Areas with higher numbers of lynchings from 1877 to 1950 have more officer-involved shootings of Black Americans today. While historical lynchings peaked more than a century ago, these racist acts can be linked to current officer-involved shootings.
“A lynching is much more than just a murder. A murder may occur in private. A lynching is a public spectacle; it demands an audience… A lynching is a majority’s way of telling a minority population that the law cannot protect it.” — Aatish Taseer, British journalist
George Floyd’s death was more than just a murder, it was a modern-day lynching.
The agonizing similarity in the death of Floyd, Ahmaud Arbery, and Breonna Taylor, is that current and former police officers participated in their lynching. From 1877 to 1950, nearly 4,000 individuals were the victims of lynchings. Some have speculated that as many as 75% of historical lynchings “were perpetrated with the direct or indirect assistance of law enforcement personnel.” Despite drawing attention from large crowds, many perpetrators of historical lynchings were never charged with a crime—a fact seen in many modern-day officer-involved shootings.
While historical lynchings peaked more than a century ago, these racist acts can be linked to officer-involved shootings today.
Using county-level data on historical lynchings and present-day officer-involved shootings, Figure A shows that historical lynchings are positively associated with officer-involved shootings for Blacks. That is, counties that experienced a higher number of historical lynchings have larger shares of officer-involved shootings of Blacks in the last five years.
Yet Figure B shows that the opposite relationship exists for whites: As the number of historical lynchings increases, the share of modern officer-involved shootings of whites decreases.
To examine whether these relationships are statistically different, our analysis uses a statistical method that accounts for Black population during the historical period.
Figure C shows that a statistically significant relationship exists between historical lynchings and the difference in the share of officer-involved shooting of Blacks compared with whites. In fact, Blacks who live in areas that had fewer historical lynchings (fewer than 12) make up a lower share of officer-involved shootings compared with whites. Yet, Blacks who live in areas that had high levels of historical lynchings (more than 12) make up a larger share of officer-involved shootings compared with whites.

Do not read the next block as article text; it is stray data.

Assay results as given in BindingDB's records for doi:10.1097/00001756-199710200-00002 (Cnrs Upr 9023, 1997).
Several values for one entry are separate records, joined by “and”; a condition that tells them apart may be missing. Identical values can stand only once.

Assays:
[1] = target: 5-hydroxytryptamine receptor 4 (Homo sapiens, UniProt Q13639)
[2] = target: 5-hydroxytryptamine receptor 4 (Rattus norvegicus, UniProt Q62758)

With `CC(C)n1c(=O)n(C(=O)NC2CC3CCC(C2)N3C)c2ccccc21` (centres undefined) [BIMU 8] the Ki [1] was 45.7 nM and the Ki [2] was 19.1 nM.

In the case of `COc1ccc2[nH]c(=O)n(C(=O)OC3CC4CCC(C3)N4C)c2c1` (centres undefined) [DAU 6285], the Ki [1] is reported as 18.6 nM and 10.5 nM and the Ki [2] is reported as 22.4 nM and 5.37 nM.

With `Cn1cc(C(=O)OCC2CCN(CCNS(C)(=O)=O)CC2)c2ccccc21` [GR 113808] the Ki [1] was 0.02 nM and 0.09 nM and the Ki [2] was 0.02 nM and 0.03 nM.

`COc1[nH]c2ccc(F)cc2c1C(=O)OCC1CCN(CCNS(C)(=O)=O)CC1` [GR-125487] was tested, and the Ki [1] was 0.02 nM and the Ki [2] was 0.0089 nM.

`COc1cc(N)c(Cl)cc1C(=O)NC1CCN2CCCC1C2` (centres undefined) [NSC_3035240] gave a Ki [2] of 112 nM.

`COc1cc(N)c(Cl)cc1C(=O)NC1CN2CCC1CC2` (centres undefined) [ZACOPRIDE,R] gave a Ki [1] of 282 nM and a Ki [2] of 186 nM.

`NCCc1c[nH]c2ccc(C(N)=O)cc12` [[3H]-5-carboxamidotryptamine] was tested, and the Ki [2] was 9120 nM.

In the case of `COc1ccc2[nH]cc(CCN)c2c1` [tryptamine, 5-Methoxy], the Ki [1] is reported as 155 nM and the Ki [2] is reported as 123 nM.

Taken together, these three figures suggest that lynchings continue to plague our communities, including our police departments.
As we see protesters across the country demanding justice for Floyd, Arbery, Taylor, and countless others, let’s remember that no amount of justice will bring their lives back. While justice is necessary, there needs to be a fundamental change to how, and on whom, laws are enforced. By demanding change, in addition to justice, protesters can stop being forced to demand justice, with varying levels of success, every time police officers lynch Black people.
There are steps being taken to stop these heinous crimes, including an anti-lynching bill that, as of Thursday, was being held up in the Senate by Sen. Rand Paul (R-Ky.), who added an amendment to the bill, strongly opposed by several Democratic senators, including Sen. Kamala Harris (D-Calif.).
Lynchings, she stressed in a speech on the Senate floor on Thursday opposing the amendment, are “the great stain of America’s history.”
“Senator Paul is now trying to weaken a bill that was already passed—there’s no reason for this, there’s no reason for this. There is no reason other than cruel and deliberate obstruction on a day of mourning,” she said, about Floyd’s memorial service in Minnesota.
To learn from our past, we must break the cycle of state-sanctioned violence.
A version of this post first appeared at the Economic Policy Institute.
Jhacova Williams is an economist for EPI’s Program on Race, Ethnicity, and the Economy. Carl Romer was an intern at the Economic Policy Institute in Summer 2019.
* This article was automatically syndicated and expanded from In These Times.